The First Contact Edict was put in place largely for two reasons. The first is the idea that species should be allowed evolve both biologically and socially without outside influence. Detractors to this point argue that there are many instances among Concord members where outside influence shaped them into the species that they are today. Then there is the argument (used both for expanding the application of the First Contact Edict and for abolishing it entirely) that the First Contact Edict should apply to all species. No one truly knows what species in an ecosystem will achieve sapience, if any, so even on a world with no sentient life at that moment may be irreparably changed by contact with outsiders.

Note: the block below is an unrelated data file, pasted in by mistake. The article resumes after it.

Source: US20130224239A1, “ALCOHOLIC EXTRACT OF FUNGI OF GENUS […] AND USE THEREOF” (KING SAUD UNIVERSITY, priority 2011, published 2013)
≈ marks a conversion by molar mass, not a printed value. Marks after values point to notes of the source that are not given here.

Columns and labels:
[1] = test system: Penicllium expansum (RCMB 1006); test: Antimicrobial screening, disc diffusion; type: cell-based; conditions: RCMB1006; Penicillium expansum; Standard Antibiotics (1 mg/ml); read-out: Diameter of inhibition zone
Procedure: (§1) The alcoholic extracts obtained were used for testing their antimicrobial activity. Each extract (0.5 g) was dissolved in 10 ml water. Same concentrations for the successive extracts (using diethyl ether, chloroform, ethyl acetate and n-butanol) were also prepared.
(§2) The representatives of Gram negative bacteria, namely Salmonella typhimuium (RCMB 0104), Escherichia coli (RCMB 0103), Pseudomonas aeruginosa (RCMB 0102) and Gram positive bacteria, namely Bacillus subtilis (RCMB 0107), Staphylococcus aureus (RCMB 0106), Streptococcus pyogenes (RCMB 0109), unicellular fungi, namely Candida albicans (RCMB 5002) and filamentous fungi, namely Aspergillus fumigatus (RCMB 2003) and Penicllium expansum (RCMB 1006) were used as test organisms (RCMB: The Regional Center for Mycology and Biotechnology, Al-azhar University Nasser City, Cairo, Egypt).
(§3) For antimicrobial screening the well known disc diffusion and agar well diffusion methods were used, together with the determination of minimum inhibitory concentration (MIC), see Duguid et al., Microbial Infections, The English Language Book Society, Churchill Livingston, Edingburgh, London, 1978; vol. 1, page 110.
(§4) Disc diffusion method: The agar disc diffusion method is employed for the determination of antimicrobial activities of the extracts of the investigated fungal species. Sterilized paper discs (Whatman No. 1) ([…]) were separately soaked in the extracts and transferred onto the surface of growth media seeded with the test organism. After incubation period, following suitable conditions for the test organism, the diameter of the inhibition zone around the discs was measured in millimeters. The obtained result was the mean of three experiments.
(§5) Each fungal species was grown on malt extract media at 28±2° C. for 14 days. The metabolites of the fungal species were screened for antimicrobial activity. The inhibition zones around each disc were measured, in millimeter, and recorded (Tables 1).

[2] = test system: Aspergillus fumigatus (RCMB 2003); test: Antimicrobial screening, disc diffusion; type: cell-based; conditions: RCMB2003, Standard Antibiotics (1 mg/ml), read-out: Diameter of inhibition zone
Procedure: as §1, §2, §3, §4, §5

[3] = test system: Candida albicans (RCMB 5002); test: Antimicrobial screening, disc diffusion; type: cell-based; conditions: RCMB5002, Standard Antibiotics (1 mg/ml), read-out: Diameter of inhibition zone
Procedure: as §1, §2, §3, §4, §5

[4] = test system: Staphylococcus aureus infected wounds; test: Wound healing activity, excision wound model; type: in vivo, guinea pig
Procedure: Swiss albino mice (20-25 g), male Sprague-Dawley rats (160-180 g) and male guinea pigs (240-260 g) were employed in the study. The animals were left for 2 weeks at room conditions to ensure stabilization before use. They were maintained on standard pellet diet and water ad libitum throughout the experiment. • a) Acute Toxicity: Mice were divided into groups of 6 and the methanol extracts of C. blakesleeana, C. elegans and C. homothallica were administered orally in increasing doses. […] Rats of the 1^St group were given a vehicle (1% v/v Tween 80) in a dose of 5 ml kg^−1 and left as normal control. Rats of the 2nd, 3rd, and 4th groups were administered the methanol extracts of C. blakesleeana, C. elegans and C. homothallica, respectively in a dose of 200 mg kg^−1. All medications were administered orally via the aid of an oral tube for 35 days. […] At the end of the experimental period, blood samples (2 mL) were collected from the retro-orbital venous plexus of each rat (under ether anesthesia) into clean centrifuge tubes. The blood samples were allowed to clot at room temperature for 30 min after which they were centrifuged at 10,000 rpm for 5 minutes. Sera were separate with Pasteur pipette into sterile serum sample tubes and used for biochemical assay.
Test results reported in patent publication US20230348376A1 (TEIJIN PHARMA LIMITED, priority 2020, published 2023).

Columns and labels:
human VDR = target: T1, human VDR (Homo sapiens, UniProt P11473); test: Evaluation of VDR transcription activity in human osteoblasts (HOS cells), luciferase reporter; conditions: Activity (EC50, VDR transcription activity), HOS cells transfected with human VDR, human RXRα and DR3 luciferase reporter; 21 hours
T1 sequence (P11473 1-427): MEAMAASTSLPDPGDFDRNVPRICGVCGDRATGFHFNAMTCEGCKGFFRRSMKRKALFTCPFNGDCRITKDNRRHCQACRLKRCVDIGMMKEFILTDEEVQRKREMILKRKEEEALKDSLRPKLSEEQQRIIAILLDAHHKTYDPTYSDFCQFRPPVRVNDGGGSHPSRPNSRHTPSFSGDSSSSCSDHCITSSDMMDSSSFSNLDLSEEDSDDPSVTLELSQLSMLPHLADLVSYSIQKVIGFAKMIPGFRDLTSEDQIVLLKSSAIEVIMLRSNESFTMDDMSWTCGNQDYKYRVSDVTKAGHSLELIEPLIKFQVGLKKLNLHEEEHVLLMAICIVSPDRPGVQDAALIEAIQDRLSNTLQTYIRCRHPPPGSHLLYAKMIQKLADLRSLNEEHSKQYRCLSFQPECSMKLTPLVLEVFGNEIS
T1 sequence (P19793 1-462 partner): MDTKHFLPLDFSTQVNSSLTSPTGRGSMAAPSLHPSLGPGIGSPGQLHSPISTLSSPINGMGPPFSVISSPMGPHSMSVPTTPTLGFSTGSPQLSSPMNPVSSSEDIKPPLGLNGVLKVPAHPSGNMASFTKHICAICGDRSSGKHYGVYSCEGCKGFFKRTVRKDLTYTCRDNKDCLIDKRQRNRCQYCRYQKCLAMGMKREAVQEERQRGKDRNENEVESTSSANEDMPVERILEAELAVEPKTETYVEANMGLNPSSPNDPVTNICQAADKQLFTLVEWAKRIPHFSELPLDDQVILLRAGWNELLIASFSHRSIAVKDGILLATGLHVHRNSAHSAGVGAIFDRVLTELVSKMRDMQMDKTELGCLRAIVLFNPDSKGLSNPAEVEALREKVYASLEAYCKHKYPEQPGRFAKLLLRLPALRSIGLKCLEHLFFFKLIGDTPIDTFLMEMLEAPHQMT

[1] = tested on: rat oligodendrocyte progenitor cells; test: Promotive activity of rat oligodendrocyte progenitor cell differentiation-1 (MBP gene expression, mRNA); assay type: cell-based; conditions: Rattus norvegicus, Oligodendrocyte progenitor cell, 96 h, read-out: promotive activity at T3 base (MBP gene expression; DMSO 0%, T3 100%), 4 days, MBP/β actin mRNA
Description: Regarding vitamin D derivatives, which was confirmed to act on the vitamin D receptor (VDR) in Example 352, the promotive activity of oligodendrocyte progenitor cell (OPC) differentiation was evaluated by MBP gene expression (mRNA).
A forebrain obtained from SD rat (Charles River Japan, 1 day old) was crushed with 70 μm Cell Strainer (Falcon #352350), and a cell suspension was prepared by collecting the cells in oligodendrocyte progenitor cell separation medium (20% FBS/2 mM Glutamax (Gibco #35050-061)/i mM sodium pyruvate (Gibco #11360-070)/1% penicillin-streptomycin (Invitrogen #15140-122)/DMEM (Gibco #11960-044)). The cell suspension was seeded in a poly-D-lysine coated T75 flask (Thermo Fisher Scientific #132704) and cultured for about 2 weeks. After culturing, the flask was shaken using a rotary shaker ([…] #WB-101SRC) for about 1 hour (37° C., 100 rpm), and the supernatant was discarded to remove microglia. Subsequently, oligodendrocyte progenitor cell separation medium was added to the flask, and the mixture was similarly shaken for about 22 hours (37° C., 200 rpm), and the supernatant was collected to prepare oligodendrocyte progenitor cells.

The second reason is that not all species are able to properly cope with being exposed to being part of a galactic community. A variety of factors play into a society being able to fit into the grander cosmic neighborhood from religion, socio-economic factors, to governing systems. Some species see alien visitors as demons or angry spirits that either need to be defeated or appeased in some way. This can lead to mass sacrifices or literal witch-hunts with the first contact Ambassadors being the witches, neither option is desirable. Governments that keep their populaces governed with fear of the unknown are just as dangerous to first contact Ambassadors, as they often see aliens as a threat to their power base and will likely shoot first and make up the "facts" later. Then there are the species that are simply unable to parse being part of a world so much more advanced than their own. Arthur C. Clarke once wrote that "Any sufficiently advanced technology is indistinguishable from magic." To those from primitive worlds seeing starships, laser rifles, computer systems, holograms, not to mention the massive variety of strange and even sometimes monstrous forms of life they feel like they are know in a world of nightmares. Even those that are able to understand that a Weren is just another being trying to survive, may not have brains evolved enough to understand how to use all of this technology. Where do those beings go now? How can they possibly fit into cosmic society when they can barely operate the front door? However, there have been very few instances where a species is willing, but simply unable to join galactic society. It may take time, but in the case of two of the most primitive species to be ushered into the Concord far too early, Ewoks and Betaurians, both have been able to make strides into being full-fledged members of the Concord...even if most of their species still prefer to live according to their traditions.